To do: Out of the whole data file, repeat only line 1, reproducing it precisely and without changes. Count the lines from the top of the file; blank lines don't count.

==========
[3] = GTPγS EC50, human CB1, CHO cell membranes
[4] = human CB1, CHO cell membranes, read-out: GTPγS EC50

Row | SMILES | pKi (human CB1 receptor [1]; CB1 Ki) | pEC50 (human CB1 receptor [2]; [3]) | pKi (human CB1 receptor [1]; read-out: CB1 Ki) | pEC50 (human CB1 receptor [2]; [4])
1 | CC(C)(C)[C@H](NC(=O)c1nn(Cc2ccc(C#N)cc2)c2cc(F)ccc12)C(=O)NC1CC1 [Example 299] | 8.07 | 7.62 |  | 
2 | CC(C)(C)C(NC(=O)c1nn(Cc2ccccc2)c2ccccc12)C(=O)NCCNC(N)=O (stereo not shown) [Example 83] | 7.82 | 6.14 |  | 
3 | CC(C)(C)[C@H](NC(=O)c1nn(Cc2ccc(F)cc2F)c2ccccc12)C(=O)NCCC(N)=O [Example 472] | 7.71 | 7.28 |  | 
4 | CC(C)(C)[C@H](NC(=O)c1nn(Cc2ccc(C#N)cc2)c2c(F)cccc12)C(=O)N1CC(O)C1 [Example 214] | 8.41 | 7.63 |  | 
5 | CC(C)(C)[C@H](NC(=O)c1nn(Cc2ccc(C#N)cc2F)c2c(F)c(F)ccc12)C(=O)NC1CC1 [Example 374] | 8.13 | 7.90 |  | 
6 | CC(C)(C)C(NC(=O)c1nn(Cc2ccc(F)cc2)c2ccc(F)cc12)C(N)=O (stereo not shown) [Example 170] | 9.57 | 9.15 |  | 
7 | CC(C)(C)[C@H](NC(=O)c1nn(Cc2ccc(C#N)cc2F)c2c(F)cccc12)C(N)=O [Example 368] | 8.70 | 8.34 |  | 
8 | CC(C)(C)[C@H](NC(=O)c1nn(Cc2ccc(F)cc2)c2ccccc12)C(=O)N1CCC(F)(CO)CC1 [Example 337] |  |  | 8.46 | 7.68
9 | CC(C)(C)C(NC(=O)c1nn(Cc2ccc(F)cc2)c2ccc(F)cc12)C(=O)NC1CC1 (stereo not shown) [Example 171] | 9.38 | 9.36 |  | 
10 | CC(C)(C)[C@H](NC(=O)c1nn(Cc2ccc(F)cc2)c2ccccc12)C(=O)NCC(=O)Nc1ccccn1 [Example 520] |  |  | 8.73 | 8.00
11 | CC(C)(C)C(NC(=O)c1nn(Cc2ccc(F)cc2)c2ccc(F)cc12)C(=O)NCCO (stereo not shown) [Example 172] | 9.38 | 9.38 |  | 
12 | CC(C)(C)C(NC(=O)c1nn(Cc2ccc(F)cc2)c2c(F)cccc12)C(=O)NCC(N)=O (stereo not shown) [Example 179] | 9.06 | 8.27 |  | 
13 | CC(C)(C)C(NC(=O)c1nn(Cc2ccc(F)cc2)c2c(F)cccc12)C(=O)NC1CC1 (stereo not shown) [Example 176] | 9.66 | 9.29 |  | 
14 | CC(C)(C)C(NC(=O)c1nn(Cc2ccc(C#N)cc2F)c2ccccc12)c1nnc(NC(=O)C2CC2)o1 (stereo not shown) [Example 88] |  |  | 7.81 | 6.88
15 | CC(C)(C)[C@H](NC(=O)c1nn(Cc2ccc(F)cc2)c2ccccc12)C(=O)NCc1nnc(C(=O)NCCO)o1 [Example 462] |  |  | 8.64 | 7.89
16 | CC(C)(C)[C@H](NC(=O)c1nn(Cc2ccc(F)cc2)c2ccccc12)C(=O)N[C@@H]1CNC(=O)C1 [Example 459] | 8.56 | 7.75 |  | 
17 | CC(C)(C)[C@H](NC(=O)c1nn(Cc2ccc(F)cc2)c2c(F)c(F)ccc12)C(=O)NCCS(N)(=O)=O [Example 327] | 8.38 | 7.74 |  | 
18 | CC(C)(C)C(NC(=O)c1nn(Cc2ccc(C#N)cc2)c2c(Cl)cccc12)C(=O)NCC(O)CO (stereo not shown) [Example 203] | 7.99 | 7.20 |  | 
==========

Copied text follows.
[3] = GTPγS EC50, human CB1, CHO cell membranes